Gavin Baker/Motorsport Images
The opening quarter of the NASCAR Cup Series schedule its new Next Gen car have produced 10 different race winners thus far, one of them being Joe Gibbs Racing wheelman Denny Hamlin, who raced to victory at Richmond in early April. While that was obviously a major positive so early on in the season, basically nothing has gone right for the Virginian since. The next five Cup races brought 28th, 35th, 18th and two 21st-place finishes for Hamlin, the most recent run at Darlington ending in smoke, burnt rubber and bent metal when he and his No. 11 Toyota Camry were caught up in a massive shunt 260 laps into the race. With that win being his only one top-10 finish this season, the 41-year-old veteran of 18 Cup seasons will now look to Kansas Speedway this weekend to bring some sort of relief to what has been one beautiful mess of a season.
“Certainly we’ve just kind of had a rough year in general with stuff happening that is out of our control,” mused Hamlin. “And some stuff was in our control, but… We are definitely going through Next Gen car growing pains right now, that’s for sure.
“Some of it’s the new car, but some of it has just been mistakes we made as a team or getting caught up in other people’s wrecks and things that we can’t control also has really been the big factors in our performance.”
Not long after the No. 11 team’s race was run at Darlington, crew chief Chris Gabehart mentioned to NBC Sports, “I am convinced that we are the most dangerous 22nd-place points team in the history of the sport.” While aware of the ups-and-downs the team has been forced to put up with this spring, Hamlin pushed back on any suggestion he was content with the status quo.
“I certainly think that by no means are we a 22nd-place team,” said Hamlin, who led 42 laps at Darlington before it all went sideways. “That’s not even in the realm of where we are at or where we think we are. But right now, it is where we are at, so we’ve got to deal with it and we’ve got to fix the things that we’re messing up with and then hope that somehow the racing gods just finally give us a break, you know? That’s the biggest thing. We’re going to control what we can control and just hope that we don’t just eventually keep crapping out with every roll. Eventually things are going to start to go your way, and when they do, we’re going to win a lot of races.”
Although Hamlin has a 22.3 average finishing position and four DNFs so far into the year, the 47-time Cup race winner and three-time Daytona 500 champion is ready to burn the midnight oil to change that.
“I’m a worker just like my team is and we know the bigger picture and we’re going be fine. I really do believe that,” he insisted. “I know that we’re all going to be fine, whether it be my team or myself personally. It’s just, honestly, a frustrating time right now because so many things have gone wrong. I’ve been doing this long enough that I know that it is very rare, that a team or a person can have as bad of luck as what I’ve had this year. It has been pretty incredible.”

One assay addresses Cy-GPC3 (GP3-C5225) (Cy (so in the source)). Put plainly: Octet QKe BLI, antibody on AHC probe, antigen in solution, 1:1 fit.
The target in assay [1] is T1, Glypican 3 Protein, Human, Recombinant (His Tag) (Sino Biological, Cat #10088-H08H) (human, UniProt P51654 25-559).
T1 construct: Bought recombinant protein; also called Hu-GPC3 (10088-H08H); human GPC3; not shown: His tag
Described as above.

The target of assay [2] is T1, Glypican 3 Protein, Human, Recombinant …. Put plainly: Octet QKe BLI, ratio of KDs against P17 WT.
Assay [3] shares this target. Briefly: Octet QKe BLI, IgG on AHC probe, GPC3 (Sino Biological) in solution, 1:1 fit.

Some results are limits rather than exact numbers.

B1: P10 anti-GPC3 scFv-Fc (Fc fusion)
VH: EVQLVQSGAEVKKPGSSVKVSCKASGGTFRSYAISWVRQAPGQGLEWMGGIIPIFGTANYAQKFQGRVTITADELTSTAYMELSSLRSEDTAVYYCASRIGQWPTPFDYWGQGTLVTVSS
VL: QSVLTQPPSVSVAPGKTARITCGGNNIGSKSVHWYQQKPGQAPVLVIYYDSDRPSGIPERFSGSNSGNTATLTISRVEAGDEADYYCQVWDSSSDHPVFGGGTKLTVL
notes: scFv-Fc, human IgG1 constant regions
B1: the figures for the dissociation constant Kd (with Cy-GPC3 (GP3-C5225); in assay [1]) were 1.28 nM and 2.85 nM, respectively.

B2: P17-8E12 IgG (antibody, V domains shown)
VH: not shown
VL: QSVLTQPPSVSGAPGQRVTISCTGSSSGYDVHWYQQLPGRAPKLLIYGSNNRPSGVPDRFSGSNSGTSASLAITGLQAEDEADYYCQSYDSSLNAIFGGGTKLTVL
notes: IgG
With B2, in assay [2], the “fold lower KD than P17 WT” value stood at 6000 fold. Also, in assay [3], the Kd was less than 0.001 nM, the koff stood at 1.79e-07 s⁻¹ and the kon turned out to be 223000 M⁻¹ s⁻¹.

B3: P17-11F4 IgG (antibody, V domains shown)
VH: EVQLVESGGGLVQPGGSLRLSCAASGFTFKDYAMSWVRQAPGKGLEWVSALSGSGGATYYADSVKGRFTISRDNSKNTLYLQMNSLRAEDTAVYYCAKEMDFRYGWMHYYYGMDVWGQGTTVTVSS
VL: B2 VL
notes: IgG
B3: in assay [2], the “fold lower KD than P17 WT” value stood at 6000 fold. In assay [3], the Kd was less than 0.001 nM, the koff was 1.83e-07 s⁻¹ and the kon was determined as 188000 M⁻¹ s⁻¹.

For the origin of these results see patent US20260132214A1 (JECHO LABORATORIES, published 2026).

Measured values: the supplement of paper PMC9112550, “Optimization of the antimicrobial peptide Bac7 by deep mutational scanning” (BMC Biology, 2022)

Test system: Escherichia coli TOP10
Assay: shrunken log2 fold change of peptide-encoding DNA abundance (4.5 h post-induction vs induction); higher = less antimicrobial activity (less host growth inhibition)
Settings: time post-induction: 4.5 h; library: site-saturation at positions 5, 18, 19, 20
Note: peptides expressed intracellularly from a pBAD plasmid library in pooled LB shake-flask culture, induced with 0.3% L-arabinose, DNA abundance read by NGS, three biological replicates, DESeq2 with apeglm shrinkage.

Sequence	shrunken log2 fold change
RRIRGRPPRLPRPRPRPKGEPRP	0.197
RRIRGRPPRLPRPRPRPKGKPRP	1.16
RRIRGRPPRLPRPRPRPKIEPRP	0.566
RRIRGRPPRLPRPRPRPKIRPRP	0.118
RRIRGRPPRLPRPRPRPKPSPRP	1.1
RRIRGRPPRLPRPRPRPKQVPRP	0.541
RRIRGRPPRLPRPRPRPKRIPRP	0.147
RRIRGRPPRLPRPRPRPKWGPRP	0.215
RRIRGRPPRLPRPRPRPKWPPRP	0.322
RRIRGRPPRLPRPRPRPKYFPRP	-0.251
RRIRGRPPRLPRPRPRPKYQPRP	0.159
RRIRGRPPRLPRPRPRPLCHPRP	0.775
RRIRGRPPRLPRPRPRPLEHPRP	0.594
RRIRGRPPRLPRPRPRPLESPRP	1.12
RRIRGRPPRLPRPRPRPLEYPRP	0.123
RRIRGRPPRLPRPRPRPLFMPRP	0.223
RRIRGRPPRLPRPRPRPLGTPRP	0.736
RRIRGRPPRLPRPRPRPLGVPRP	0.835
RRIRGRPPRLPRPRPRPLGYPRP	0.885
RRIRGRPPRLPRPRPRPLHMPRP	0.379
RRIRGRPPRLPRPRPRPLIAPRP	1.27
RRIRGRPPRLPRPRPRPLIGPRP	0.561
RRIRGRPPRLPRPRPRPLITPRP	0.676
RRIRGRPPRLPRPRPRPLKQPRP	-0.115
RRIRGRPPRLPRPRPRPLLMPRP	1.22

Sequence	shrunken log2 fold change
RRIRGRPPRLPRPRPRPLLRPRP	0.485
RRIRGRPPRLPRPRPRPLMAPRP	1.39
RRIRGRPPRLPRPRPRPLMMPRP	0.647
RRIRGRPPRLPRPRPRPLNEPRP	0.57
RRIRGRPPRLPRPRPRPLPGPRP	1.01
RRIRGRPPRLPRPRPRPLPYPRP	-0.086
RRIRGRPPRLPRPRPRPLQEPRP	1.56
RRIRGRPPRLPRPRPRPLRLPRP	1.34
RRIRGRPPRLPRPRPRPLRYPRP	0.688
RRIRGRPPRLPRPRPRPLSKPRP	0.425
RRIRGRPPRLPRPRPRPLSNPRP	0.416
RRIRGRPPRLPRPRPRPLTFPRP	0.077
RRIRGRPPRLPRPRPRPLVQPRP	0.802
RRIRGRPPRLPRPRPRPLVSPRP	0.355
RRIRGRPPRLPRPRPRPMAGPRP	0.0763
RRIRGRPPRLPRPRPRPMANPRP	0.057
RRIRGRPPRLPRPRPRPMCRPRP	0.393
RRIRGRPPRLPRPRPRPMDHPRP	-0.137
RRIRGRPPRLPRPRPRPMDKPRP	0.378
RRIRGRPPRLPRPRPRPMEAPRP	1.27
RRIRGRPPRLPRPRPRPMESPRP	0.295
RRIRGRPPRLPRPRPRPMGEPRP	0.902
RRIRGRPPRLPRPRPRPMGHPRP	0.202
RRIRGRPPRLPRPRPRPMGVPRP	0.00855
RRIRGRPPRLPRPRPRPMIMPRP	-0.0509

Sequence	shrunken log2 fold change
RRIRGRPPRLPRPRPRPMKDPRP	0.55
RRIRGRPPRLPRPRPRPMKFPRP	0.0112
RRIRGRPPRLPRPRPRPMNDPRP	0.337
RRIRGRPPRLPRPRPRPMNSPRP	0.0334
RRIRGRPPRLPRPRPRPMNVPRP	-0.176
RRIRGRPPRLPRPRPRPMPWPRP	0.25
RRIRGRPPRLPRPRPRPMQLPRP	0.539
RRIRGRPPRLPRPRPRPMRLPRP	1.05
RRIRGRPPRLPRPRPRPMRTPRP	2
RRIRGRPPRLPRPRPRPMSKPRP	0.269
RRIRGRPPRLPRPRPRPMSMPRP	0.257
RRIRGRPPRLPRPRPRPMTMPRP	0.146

As if Hamlin didn’t have enough concerns with his own dismal racing luck, he’s seen similar ill-fortune strike his 23XI drivers Wallace (No. 23) and Kurt Busch. Gavin Baker/Motorsport Images
Also weighing on Hamlin’s mind is the second-year 23XI Racing team in which he is a partner with NBA legend Michael Jordan. Like Hamlin, 23XI Racing team drivers Bubba Wallace and Kurt Busch have struggled in 2022. 12 races in, Busch and Wallace are positioned in 21st and 24th places respectively in the standings, neither racer having a top 10 finish to their name yet in 2022.
“You know, honestly, for the first probably six or seven races, I’ve been pretty disappointed with the performance and where they are at and everything,” explained Hamlin of 23XI. “The moment they started to turn it around, then they’ve had s••t luck. I mean, some things are things that we’ve got to work on and unfortunately, they’re not things that we work on. That’s the pit crews. The pit crews have been a big part of our race team’s performance this year and unfortunately, those aren’t people that we employ. We pay JGR a service for that and it has been underwhelming, to say the least. There have been a lot of conversations that we’ve had around that and how we can get it better.
“Really, what we can control is our drivers. Everyone is frustrated but let things work themselves out. Let us go out there and fight battles with pit crews and trying to get them better. I’m going to continue to fight on the competition side for them to bring better cars to the racetracks. I’ve got faith in my drivers and honestly, as a team, we’ve let them down early in the season.”
Despite the fact that he’s fighting for his racing life in the No. 11 car while keeping his eyes cast on his race team’s No. 45 and No. 23 cars, Hamlin is fine with having his hands absolutely full on any given Cup race weekend.
“It’s been pretty easy for me,” said Hamlin of his NASCAR Cup juggling act. “I focus on the weekends, particularly as a driver and working on my 11 car — I really can’t give them the attention that they need on the weekends because of what my job is. But I’ve got people in place that I trust and we look out for their interests and we work on getting better. I’m really confident that the people that are in place there are going to continue to help that team continue to grow until I’m there full-time.”